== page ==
/ Opinions / Whither the wakes?
Wakeboarding and wakesurfing are arguably the fastest-growing water sports in the country. They are also arguably the most controversial, as many lake users and property owners object the large waves the wakeboats create.
Now research projects are underway to measure the actual impact of the boat waves — the character of the waves, the energy they carry, and their effect on shorelines and lake bottom sediments. The research is also looking at the effect thrust from the boats’ propulsion systems on lake bottoms.
This research has two basic goals: to serve potentially as a basis for sound regulation of wakeboating, and to provide a platform for educating wakeboat users on exactly how the fun they have affects other lake users and the lakes themselves.
One research project is due to start soon under the University of Minnesota’s St. Anthony Falls Laboratory. In part it is a response legislation the boating industry sponsored last year in Minnesota requiring wakeboats to stay at least 200 feet from shorelines.
Lake advocates insisted that was not nearly enough to prevent the disruption and annoyance wakeboats can cause. The bill never made it to the floor for a vote.
Another research project is underway in Wisconsin, on North Lake in Waukesha County (just west of Milwaukee). There a group of lake residents enlisted Carroll University (my alma mater) in a three-phase study of wakeboat impacts.
It’s a sophisticated piece of work, taking actual measurements of wave energy, using aerial drones to observe sediment plumes that wakeboats stir up from the bottom, and using underwater drones to observe impacts on the lake bottom and plant life.
The results of these surveys could be significant, as they would replace anecdotal evidence of wakeboat effects with actual data. And that can answer questions such as: How close to shore should wakeboats operate? In what depths of water can they potentially do damage? On what sizes of lakes are they perhaps inappropriate?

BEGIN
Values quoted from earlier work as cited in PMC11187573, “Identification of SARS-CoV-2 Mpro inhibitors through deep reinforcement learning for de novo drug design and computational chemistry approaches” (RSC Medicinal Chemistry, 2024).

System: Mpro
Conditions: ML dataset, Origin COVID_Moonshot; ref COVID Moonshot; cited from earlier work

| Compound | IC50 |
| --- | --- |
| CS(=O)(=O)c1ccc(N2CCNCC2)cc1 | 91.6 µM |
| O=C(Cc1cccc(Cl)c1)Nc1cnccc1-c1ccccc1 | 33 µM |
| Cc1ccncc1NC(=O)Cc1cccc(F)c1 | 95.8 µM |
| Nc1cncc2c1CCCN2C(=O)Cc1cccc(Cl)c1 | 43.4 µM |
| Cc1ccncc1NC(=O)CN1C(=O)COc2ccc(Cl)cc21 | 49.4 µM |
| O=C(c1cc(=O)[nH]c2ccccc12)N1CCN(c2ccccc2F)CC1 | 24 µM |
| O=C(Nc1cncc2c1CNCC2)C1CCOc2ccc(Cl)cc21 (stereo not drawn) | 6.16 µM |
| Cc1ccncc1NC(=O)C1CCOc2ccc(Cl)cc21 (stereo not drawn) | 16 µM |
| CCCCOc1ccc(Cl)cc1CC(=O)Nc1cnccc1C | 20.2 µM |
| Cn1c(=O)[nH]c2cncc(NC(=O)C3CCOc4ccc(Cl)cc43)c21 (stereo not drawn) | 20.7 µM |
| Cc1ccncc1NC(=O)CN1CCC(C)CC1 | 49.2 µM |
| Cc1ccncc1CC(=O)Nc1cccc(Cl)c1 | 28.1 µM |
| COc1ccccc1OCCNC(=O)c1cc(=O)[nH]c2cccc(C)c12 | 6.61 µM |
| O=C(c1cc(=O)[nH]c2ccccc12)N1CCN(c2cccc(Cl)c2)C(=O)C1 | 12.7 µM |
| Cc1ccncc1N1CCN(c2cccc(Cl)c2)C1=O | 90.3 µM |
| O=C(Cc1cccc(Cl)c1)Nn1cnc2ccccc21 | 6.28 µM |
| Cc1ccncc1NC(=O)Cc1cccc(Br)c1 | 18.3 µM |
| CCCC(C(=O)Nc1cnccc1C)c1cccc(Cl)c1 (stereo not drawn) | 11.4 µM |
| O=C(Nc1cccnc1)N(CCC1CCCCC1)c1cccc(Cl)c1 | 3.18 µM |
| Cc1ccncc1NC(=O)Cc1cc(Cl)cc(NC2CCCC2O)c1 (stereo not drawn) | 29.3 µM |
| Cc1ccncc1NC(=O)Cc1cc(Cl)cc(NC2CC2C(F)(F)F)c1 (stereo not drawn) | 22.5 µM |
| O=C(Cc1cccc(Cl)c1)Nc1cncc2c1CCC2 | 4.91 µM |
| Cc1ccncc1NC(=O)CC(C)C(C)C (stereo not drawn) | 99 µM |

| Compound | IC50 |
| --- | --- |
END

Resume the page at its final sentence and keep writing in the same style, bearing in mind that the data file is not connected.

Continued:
It’s significant because wakeboats are causing an uproar in lake circles, and they are proliferating. In the words of one friend whose family has had property on an Oneida County lake for more than 60 years, wakeboats are “breeding like rusty crayfish.” His 398-acre lake has 13 of them.
Lake associations are striving to enact measures such as courtesy codes and operating hours in an effort to mitigate conflicts between wakeboaters and those who prefer quieter recreation. The Water Sports Industry Association promotes a “Wake Responsibly” campaign that asks wakeboaters to stay at least 200 feet from shore, tone down the loud music from the boats’ stereo systems, and avoid repeated passes over the same areas.
The question is whether that’s enough to help everyone get along and protect the lakes’ integrity. The two research projects just mentioned could help provide some answers. Those who care about the lakes and their preferred lake lifestyles should watch for these studies’ results with more than passing interest.
Ted Rulseh resides on Birch Lake in Harshaw and is an advocate for lake protection and improvement. His Lakeland Times and Northwoods River News columns are the basis for a book, “A Lakeside Companion,” published by The University of Wisconsin Press. Ted may be reached at [email protected]